Huge international child pornography network busted
Washington: American, British and South Korean officials announced at a news briefing here on Wednesday that they have busted one of the worlds largest child sexual exploitation networks.
An analysis of a server, seized by South Korean authorities, revealed that the website had more than one million bitcoin addresses, signifying that the website had a capacity for at least one million users, Dawn newspaper reported.
According to the report, the operation led to the rescue of at least 23 minor victims residing in the United States, Spain and the United Kingdom, who were being actively abused by the users of the site.
The internet-based child pornographic network was the world's largest child sexual exploitation market by volume of content, said US Deputy Assistant Attorney General Richard Downing.
Officials said hundreds of suspects had been charged worldwide for their alleged involvement with the largest darknet child pornography website, funded by Bitcoin.
In Washington, a federal grand jury indicted a South Korean national Jong Woo Son, 23 for operating the website called Welcome to Video.
The nine-count indictment was unsealed on Wednesday along with a parallel civil forfeiture action. Son has also been charged and convicted in South Korea and is currently in custody, serving his sentence in South Korea.
Authorities have also arrested 337 other users in the US states of Alabama, Arkansas, California, Connecticut, Florida, Georgia, Kansas, Louisiana, Maryland, Massachusetts, Nebraska, New Jersey, New York, North Carolina, Ohio, Oregon, Pennsylvania, Rhode Island, South Carolina, Texas, Utah, Virginia, Washington State and Washington, DC.
According to the Dawn report, some of the suspects were arrested in the United Kingdom, South Korea, Germany, Saudi Arabia, the United Arab Emirates, the Czech Republic, Canada, Ireland, Spain, Brazil and Australia.
"Darknet sites that profit from the sexual exploitation of children are among the most vile and reprehensible forms of criminal behaviour," said US Assistant Attorney General Brian A. Benczkowski. "This administration will not allow child predators to use lawless online spaces as a shield."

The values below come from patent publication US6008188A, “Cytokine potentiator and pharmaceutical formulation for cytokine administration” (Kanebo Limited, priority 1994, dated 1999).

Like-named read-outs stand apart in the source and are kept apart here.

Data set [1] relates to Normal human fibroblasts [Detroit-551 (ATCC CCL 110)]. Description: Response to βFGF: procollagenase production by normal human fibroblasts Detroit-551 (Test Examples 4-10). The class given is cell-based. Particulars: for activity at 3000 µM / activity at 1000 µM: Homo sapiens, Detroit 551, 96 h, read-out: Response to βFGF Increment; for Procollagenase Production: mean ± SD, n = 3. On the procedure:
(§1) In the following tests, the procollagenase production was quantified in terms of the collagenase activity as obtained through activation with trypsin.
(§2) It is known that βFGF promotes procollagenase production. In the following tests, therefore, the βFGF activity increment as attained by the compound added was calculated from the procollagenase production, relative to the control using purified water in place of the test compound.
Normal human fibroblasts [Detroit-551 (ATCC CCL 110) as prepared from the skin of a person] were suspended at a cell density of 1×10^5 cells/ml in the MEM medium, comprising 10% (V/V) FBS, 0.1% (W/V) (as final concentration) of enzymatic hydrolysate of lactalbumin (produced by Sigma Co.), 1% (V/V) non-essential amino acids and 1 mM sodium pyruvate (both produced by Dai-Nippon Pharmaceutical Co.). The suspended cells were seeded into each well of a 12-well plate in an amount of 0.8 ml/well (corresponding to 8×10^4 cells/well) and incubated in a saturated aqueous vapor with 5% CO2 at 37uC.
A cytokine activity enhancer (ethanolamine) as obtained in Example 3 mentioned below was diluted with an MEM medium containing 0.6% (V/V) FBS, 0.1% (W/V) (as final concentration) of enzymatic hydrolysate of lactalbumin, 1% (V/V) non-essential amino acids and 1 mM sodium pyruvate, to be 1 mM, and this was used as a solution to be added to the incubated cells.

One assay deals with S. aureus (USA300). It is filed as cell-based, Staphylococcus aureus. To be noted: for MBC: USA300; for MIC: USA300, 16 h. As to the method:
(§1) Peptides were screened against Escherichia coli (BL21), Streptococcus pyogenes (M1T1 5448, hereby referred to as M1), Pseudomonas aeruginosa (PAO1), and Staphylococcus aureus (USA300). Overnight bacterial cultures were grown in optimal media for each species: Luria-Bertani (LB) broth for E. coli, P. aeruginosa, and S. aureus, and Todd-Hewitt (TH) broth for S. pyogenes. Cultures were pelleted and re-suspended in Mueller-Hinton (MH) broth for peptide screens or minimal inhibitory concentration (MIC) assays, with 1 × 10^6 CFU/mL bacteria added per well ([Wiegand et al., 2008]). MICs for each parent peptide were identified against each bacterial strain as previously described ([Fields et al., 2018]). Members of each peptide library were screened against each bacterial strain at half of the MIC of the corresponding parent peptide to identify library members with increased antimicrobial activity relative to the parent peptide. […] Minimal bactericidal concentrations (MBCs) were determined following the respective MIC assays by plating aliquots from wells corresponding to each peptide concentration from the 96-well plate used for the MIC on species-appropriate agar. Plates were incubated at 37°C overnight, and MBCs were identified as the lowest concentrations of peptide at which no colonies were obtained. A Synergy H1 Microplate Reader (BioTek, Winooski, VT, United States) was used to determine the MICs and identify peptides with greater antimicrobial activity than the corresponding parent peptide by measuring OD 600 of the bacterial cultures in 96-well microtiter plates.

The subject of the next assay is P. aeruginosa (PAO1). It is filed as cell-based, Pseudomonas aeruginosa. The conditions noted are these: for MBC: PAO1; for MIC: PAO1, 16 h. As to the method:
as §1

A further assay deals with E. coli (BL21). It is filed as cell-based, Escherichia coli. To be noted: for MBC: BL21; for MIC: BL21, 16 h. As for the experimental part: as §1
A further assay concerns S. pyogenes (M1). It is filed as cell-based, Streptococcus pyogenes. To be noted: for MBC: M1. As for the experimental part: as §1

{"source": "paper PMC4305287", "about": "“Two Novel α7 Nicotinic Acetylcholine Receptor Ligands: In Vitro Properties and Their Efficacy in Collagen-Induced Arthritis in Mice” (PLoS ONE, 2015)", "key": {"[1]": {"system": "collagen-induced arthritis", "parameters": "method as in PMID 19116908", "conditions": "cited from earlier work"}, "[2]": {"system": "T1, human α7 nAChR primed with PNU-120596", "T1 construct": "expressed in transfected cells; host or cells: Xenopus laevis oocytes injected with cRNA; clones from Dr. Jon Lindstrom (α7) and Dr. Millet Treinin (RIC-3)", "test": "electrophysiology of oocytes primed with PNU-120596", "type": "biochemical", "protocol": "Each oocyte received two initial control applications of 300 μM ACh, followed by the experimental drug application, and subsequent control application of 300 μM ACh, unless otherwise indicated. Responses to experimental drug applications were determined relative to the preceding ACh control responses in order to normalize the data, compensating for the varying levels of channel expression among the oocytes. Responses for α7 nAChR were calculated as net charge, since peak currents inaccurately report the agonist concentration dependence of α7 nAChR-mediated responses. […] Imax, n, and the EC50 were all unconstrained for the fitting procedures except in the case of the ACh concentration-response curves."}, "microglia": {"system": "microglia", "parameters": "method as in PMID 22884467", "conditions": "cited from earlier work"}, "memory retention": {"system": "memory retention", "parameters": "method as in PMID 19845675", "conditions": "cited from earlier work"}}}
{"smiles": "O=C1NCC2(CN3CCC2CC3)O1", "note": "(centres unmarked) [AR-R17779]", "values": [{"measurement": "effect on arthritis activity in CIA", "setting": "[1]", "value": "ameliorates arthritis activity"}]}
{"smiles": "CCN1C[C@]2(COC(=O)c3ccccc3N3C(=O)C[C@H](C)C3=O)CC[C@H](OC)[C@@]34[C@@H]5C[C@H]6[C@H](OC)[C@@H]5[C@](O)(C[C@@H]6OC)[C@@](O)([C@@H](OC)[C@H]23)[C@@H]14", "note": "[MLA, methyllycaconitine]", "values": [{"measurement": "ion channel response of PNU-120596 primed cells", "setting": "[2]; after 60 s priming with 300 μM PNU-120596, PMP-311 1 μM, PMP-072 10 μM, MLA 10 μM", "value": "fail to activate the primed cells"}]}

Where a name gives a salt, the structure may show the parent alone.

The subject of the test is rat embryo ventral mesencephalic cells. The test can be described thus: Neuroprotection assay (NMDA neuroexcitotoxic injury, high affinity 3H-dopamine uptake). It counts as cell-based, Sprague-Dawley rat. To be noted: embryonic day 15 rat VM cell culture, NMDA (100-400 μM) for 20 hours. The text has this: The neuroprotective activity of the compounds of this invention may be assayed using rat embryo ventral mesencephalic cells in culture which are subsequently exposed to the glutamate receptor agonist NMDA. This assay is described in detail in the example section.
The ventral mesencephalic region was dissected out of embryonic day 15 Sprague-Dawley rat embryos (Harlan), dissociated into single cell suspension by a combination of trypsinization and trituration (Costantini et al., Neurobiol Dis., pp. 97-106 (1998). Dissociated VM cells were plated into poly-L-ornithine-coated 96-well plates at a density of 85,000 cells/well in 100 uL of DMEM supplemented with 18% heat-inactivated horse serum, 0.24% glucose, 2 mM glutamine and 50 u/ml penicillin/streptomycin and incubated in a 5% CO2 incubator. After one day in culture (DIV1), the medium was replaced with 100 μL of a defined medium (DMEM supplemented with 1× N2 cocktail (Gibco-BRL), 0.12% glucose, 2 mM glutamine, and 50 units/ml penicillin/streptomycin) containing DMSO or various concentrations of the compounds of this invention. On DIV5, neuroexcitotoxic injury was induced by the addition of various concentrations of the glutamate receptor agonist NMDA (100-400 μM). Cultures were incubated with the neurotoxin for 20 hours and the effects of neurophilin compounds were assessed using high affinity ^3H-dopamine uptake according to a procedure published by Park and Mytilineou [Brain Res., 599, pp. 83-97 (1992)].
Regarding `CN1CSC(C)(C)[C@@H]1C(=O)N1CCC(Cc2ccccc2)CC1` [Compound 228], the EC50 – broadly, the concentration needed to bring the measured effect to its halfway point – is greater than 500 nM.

He said the US Department of Justice was working closely with partners in South Korea and around the world to rescue child victims and bring to justice the perpetrators of the abhorrent crimes.
Chief of the US Internal Revenue Service's Criminal Enforcement Don Fort told the news briefing that their agents played a key role in busting the network.
"Through the sophisticated tracing of bitcoin transactions, IRS-CE special agents were able to determine the location of the Darknet server, identify the administrator of the website and ultimately track down the website server's physical location in South Korea," he said.
"This large-scale criminal enterprise that endangered the safety of children around the world is no more," Fort added.
According to the indictment, agents from the IRS, HSI, National Crime Agency in the United Kingdom, and Korean National Police in South Korea arrested Son and seized the server that he used to operate a darknet market that exclusively advertised child sexual exploitation videos available for download by members of the site.
The operation resulted in the seizure of approximately eight terabytes of child sexual exploitation videos, which is one of the largest seizures of its kind.